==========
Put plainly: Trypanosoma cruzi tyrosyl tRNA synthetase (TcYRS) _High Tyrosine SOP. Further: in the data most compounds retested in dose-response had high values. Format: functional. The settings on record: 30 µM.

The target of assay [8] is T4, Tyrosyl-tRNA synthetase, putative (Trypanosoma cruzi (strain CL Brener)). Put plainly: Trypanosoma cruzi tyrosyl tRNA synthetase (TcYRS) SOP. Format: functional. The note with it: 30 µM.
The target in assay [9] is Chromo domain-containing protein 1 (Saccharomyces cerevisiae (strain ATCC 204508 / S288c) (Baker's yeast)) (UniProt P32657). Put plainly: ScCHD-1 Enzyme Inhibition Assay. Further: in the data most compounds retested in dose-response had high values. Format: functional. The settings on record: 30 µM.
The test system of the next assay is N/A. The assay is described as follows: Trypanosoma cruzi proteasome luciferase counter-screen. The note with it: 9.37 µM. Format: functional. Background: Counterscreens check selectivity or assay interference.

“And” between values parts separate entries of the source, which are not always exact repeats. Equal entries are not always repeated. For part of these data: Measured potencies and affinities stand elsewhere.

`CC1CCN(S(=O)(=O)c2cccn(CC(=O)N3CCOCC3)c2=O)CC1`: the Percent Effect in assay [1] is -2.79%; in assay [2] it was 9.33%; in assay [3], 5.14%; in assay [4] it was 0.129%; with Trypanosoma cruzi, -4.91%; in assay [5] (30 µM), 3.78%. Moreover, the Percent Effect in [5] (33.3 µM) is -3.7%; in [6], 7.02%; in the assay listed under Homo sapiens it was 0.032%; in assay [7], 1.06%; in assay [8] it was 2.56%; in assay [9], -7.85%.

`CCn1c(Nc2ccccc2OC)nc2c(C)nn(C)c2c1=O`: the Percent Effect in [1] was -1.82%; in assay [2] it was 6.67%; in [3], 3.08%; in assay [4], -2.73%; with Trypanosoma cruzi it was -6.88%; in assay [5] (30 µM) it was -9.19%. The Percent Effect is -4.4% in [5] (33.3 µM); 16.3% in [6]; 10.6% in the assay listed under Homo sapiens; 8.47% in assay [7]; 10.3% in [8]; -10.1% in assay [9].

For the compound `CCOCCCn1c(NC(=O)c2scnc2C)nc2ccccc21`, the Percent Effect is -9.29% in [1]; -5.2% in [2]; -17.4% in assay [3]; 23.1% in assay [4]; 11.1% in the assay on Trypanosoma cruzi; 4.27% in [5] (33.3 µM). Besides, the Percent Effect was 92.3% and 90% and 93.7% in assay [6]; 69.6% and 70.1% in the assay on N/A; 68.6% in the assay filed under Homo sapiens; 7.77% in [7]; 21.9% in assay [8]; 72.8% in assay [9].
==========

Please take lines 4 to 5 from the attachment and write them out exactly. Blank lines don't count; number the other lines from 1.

The test system of the next assay is N/A. The assay is described as follows: Trypanosoma cruzi proteasome luciferase counter-screen. The note with it: 9.37 µM. Format: functional. Background: Counterscreens check selectivity or assay interference.

“And” between values parts separate entries of the source, which are not always exact repeats. Equal entries are not always repeated. For part of these data: Measured potencies and affinities stand elsewhere.